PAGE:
Background: Home monitoring decreases mortality during the interstage period in patients with hypoplastic left heart syndrome. Oxygen saturations are used in medical decision making including hospitalization and timing of 2nd stage palliation. We examined if home, clinic, and catheterization saturations could be used interchangeably in making these decisions. Methods: Single center retrospective study of interstage patients from 2014 to 2018. Saturation data was compared between mean home and clinic saturations, catheterization pre-anesthesia saturation, and intra-catheterization saturations. Invasive saturations were obtained via co-oximetry. All other saturations were obtained via pulse oximetry. Home saturations were averaged over seven days centered around clinic dates or before catheterization date for comparison. Invasive saturations from the descending aorta were also compared to same day pre-anesthesia and intra-catheterization saturations. Results: 209 clinic saturations and a median of 11 home saturations per clinic visit were collected. Home saturations were 2% lower than clinic saturations (p < 0.001). Home and clinic saturations correlated (r = 0.34, p < 0.001). Mean home saturations were 4% higher than catheterization saturations from the descending aorta (p = 0.005) and did not correlate well. Same day pre-anesthesia saturations were 5% higher than catheterization saturations (p = 0.001) and were similar to the mean home saturations. Neither home saturations, clinic saturations, nor saturation trends were associated with adverse outcomes. Conclusions: Mean home saturations are lower than clinic saturations during the interstage period, but are within 2% and are correlative. Invasive catheterization saturations were significantly lower than home, clinic, and same day pre-anesthesia saturations.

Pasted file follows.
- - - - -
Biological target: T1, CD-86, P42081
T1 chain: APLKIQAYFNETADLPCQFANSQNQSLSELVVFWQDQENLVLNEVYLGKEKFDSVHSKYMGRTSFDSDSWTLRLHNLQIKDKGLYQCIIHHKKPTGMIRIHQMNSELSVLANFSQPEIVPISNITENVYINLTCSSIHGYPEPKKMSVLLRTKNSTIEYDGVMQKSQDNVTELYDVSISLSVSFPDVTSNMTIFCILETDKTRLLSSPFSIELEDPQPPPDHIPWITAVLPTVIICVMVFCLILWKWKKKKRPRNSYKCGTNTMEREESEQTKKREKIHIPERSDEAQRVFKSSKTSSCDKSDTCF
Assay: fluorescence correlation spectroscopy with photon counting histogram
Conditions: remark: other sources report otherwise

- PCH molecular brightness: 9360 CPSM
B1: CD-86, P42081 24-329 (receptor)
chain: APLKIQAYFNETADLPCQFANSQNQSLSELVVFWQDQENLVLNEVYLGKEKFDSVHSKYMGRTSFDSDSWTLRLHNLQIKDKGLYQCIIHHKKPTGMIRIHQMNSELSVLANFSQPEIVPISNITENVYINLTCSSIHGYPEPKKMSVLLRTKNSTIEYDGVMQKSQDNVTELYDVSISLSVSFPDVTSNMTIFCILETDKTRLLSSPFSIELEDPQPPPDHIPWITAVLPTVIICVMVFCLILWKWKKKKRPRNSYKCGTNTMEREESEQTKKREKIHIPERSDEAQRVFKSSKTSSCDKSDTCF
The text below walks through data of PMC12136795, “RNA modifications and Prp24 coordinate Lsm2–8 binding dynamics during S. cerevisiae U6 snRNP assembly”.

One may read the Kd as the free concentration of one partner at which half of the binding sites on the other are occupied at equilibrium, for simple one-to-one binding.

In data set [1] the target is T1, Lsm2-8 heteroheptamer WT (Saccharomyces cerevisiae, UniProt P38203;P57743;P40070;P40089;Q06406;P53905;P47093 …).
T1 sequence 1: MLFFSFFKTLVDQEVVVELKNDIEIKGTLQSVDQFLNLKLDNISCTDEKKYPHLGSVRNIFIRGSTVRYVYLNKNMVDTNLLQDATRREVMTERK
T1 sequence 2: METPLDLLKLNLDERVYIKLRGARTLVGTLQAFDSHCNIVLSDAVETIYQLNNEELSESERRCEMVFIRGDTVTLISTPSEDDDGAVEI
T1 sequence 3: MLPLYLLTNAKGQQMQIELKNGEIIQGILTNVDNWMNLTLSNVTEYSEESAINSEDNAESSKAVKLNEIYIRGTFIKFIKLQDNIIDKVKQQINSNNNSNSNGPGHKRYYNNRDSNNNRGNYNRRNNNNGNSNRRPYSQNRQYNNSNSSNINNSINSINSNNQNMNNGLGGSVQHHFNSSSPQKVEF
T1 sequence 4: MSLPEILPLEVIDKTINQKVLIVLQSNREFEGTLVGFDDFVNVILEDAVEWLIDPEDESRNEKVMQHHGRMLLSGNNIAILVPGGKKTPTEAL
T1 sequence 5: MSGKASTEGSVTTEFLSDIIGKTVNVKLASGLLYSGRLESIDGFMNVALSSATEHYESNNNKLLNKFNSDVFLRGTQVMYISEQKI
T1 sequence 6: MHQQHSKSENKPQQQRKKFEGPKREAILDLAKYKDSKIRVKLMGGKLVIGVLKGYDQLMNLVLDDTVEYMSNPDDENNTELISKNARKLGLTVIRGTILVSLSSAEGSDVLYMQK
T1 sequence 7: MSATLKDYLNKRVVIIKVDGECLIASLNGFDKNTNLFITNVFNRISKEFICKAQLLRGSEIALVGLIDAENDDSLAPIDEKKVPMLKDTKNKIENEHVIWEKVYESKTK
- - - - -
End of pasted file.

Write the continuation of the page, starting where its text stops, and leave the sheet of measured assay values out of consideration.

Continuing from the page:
- Interstage monitoring
- Oxygen saturations
- Single ventricle
ASJC Scopus subject areas
- Pediatrics, Perinatology, and Child Health
- Cardiology and Cardiovascular Medicine